By Sue Moore
Over 40 citizens who live on and near Barton Lake flocked to the Schoolcraft Township Hall for a second time to hear Alan Smaka present the rationale and costs for constructing a sewer system around the lake.
Smaka is the engineer from Wightman & Associates, the firm retained by the South County Sewer and Water Authority (SCSWA) to propose additional sewers in lake areas and the villages of Vicksburg and Schoolcraft.
He has presented the facts at a Schoolcraft village council meeting and at Sugarloaf Lake, and is scheduled to attend the Vicksburg village council meeting in September. Although Vicksburg operates a sewer system, it sends all effluent to Kalamazoo for treatment. The authority is investigating the possibility of building its own plant to treat sewage and thereby control costs by not having to pipe it through the city of Portage to get to the Kalamazoo treatment plant.
Many in the audience at the township hall held strong objections to being forced to hook up if a system was constructed that went past their front door.
Don Ulsh, the township supervisor, made it clear to the audience that if the parcel owners don’t want the sewer, they should not sign the petitions that will be circulated by those who do want it. The township board would be charged with making a final decision to proceed with the project if more than 50 percent of the landowners around the lake sign the petitions to go forward.
The details can be found on the Wightman web site at www.wightman-associates.com/special-project-SCSWA. The site contains a mountain of information to wade through to get to the actual costs for the lake owners. As Smaka cited them in short, they are:
- Annual or monthly rate: $480 which can be prorated to $40 monthly. It pays operational, maintenance and replacement costs each year.
- Parcel assessment fee: $1,000 with annual cost of $52.42. Can be paid up front over the life of the bond which is 1% over the bond rate, assuming 4.25 interest rate on the assessment.
- Benefit fee assessment: a range of $8,500 to $10,500 which equates to $400 or $500 annually. Can be paid over a 40 year period.
- Between these two fees together per REU (#2 & 3) if paid over time, it will add $450 to $550 to the yearly tax bill.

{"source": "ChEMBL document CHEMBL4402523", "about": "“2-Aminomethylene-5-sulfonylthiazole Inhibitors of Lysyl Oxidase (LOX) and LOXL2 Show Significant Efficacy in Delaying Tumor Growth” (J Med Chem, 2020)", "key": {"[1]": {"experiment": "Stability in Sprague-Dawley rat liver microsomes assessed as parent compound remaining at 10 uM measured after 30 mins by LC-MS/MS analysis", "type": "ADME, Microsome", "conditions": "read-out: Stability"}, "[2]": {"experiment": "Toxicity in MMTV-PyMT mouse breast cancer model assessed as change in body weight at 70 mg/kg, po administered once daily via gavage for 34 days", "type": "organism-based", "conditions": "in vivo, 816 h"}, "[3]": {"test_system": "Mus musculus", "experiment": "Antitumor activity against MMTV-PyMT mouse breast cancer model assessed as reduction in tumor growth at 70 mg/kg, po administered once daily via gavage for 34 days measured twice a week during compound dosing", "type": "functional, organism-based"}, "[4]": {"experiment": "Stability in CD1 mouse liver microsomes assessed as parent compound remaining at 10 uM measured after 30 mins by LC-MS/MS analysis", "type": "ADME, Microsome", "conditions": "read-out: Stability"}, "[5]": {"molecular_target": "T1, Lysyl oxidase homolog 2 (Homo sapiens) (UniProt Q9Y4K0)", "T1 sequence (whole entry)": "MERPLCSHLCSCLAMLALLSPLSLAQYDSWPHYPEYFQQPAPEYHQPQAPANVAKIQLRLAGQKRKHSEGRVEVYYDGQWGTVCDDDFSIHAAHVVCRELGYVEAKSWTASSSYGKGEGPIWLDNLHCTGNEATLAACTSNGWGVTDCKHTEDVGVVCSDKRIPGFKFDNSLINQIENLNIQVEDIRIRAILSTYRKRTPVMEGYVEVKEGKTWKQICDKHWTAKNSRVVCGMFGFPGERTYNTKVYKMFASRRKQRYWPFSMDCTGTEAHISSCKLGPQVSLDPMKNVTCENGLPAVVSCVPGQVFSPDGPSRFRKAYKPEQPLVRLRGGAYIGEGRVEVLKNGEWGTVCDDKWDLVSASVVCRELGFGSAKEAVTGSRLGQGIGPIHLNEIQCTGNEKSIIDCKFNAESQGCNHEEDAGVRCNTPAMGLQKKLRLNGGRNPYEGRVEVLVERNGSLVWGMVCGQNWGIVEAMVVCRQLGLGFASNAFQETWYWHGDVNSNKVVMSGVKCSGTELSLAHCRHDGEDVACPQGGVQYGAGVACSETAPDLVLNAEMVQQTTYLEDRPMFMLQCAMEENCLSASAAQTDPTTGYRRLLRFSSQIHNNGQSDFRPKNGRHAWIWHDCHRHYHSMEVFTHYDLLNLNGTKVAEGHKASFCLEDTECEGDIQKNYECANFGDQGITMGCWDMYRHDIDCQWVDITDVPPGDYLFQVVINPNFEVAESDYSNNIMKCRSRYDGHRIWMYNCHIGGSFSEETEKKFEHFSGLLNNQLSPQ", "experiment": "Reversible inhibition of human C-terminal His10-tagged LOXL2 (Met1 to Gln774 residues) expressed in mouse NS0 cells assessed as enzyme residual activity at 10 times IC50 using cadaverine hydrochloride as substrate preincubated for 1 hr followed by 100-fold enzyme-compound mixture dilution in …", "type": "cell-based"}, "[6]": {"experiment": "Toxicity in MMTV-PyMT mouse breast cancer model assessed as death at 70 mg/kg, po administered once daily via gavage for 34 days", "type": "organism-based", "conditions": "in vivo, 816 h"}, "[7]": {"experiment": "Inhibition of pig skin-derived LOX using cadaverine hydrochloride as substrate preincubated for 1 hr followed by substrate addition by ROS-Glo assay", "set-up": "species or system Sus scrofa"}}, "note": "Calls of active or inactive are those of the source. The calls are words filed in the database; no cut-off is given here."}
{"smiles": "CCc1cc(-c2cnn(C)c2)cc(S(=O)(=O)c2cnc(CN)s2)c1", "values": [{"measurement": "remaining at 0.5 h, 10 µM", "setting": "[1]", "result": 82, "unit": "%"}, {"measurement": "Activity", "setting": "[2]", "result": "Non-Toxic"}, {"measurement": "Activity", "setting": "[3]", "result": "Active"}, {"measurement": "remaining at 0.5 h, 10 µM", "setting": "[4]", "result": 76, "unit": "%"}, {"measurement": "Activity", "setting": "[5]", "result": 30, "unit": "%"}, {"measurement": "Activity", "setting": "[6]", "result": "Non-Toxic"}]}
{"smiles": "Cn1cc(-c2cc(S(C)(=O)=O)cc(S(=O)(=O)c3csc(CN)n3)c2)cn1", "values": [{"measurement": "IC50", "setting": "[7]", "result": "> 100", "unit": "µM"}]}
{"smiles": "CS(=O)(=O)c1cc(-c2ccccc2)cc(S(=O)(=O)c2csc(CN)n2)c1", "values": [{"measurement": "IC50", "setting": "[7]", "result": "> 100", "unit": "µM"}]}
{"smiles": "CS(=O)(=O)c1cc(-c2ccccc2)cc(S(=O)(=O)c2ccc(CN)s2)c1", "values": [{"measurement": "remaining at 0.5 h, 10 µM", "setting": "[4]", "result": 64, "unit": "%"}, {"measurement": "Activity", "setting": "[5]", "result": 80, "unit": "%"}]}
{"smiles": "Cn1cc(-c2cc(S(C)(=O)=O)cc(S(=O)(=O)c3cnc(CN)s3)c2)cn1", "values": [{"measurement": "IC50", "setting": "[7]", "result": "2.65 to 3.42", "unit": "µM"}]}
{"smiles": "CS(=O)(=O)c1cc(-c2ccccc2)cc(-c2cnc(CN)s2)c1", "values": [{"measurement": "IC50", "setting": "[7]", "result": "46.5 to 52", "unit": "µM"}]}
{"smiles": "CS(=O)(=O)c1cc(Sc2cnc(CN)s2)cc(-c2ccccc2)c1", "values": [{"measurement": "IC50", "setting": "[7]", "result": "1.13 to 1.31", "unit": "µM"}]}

- Connection to the system: $1,275 which includes money to crush existing septic and fill it in which varies on each site’s situation.
Some questioned how the engineer could know exact costs up front. They voiced a fear that no matter what is said now, costs will always increase.
Smaka indicated his numbers include replacement, maintenance costs and inflation over the next 40-60 years. The actual costs would also depend on how many communities the system hooks up. A grant is being prepared to submit to the U.S. Department of Agriculture by his firm that would allow people to pay less. But there is no assurance of receiving the grant, so his numbers do not reflect any help from the government. There is some relief for the elderly, disabled, and low income citizens, he said.
Greg Feldmeier, township trustee, made one of the more impassioned speeches in support of the project, even into the teeth of those who were loudly objecting. He lives on Howard Lake and told the audience, “Green lawns make green lakes. Austin Lake is a good example. Every lake he knows about with septic put in has improved” after completion of a sewer project. He went on to talk about Kalamazoo’s treatment plant. It has aged; the area has lost much of its industrial base. More money is now needed to run the system, and costs will continue to increase to outlying areas. Having a newer system will be more efficient. The economics of it make sense, he said.
Another in the audience offered rebuttal. “The needs of a few increase the cost of the many.” The objections kept things lively, especially with the feeling that costs are too prohibitive.
Bob Sacksteder countered with an impassioned speech of his own, having been a lake resident for many years. He said he has seen a lot of pressure on the lake through his volunteer work in testing for the Lake Association and Michigan Department of Natural Resources. These pressures include the golf course development, public access, asphalt, and the amount of trucks traveling over the rebuilt bridge on Portage Road. “It’s a lot of money, but with the sewers, maybe we can save the environment. It’s up to each of us to decide.”